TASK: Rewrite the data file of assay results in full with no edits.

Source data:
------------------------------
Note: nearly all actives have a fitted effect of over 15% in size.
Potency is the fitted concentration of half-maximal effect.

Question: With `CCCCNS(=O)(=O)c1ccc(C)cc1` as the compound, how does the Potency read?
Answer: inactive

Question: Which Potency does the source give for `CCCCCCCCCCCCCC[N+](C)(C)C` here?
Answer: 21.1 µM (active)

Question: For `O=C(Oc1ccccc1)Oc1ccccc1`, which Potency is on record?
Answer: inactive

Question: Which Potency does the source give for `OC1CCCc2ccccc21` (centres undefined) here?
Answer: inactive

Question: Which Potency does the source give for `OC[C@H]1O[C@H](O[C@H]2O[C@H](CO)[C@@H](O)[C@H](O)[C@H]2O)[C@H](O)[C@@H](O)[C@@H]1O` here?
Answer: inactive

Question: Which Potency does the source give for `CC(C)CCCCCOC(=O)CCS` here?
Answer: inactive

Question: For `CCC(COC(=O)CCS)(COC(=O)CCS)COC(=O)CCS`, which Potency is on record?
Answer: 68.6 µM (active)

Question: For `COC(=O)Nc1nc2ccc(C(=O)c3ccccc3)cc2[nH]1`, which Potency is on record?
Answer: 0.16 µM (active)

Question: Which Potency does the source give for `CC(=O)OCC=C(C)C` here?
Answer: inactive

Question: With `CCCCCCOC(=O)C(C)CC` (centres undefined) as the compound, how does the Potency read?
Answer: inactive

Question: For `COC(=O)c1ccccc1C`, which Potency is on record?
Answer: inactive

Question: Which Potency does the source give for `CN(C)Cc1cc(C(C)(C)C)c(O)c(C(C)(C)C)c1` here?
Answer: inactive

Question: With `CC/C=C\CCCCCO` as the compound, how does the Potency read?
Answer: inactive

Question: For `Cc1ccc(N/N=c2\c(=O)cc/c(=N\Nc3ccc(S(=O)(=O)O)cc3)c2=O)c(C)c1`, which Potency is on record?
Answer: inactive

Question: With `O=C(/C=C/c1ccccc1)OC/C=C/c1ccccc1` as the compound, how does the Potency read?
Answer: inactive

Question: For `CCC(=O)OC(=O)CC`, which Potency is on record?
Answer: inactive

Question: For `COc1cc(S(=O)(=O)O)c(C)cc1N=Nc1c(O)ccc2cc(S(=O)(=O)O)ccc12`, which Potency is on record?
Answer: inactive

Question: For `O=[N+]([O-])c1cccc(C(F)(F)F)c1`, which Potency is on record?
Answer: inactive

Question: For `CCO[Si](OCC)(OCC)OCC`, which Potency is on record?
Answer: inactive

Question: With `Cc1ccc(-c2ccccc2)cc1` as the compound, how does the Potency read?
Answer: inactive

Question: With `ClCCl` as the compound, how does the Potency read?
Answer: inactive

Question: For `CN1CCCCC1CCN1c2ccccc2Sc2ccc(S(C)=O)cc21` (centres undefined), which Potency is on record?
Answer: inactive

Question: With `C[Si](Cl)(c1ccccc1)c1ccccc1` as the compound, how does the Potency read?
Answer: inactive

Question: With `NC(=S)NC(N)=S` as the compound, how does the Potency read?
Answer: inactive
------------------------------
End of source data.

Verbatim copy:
Note: nearly all actives have a fitted effect of over 15% in size.
Potency is the fitted concentration of half-maximal effect.

Question: With `CCCCNS(=O)(=O)c1ccc(C)cc1` as the compound, how does the Potency read?
Answer: inactive

Question: Which Potency does the source give for `CCCCCCCCCCCCCC[N+](C)(C)C` here?
Answer: 21.1 µM (active)

Question: For `O=C(Oc1ccccc1)Oc1ccccc1`, which Potency is on record?
Answer: inactive

Question: Which Potency does the source give for `OC1CCCc2ccccc21` (centres undefined) here?
Answer: inactive

Question: Which Potency does the source give for `OC[C@H]1O[C@H](O[C@H]2O[C@H](CO)[C@@H](O)[C@H](O)[C@H]2O)[C@H](O)[C@@H](O)[C@@H]1O` here?
Answer: inactive

Question: Which Potency does the source give for `CC(C)CCCCCOC(=O)CCS` here?
Answer: inactive

Question: For `CCC(COC(=O)CCS)(COC(=O)CCS)COC(=O)CCS`, which Potency is on record?
Answer: 68.6 µM (active)

Question: For `COC(=O)Nc1nc2ccc(C(=O)c3ccccc3)cc2[nH]1`, which Potency is on record?
Answer: 0.16 µM (active)

Question: Which Potency does the source give for `CC(=O)OCC=C(C)C` here?
Answer: inactive

Question: With `CCCCCCOC(=O)C(C)CC` (centres undefined) as the compound, how does the Potency read?
Answer: inactive

Question: For `COC(=O)c1ccccc1C`, which Potency is on record?
Answer: inactive

Question: Which Potency does the source give for `CN(C)Cc1cc(C(C)(C)C)c(O)c(C(C)(C)C)c1` here?
Answer: inactive

Question: With `CC/C=C\CCCCCO` as the compound, how does the Potency read?
Answer: inactive

Question: For `Cc1ccc(N/N=c2\c(=O)cc/c(=N\Nc3ccc(S(=O)(=O)O)cc3)c2=O)c(C)c1`, which Potency is on record?
Answer: inactive

Question: With `O=C(/C=C/c1ccccc1)OC/C=C/c1ccccc1` as the compound, how does the Potency read?
Answer: inactive

Question: For `CCC(=O)OC(=O)CC`, which Potency is on record?
Answer: inactive

Question: For `COc1cc(S(=O)(=O)O)c(C)cc1N=Nc1c(O)ccc2cc(S(=O)(=O)O)ccc12`, which Potency is on record?
Answer: inactive

Question: For `O=[N+]([O-])c1cccc(C(F)(F)F)c1`, which Potency is on record?
Answer: inactive

Question: For `CCO[Si](OCC)(OCC)OCC`, which Potency is on record?
Answer: inactive

Question: With `Cc1ccc(-c2ccccc2)cc1` as the compound, how does the Potency read?
Answer: inactive

Question: With `ClCCl` as the compound, how does the Potency read?
Answer: inactive

Question: For `CN1CCCCC1CCN1c2ccccc2Sc2ccc(S(C)=O)cc21` (centres undefined), which Potency is on record?
Answer: inactive

Question: With `C[Si](Cl)(c1ccccc1)c1ccccc1` as the compound, how does the Potency read?
Answer: inactive

Question: With `NC(=S)NC(N)=S` as the compound, how does the Potency read?
Answer: inactive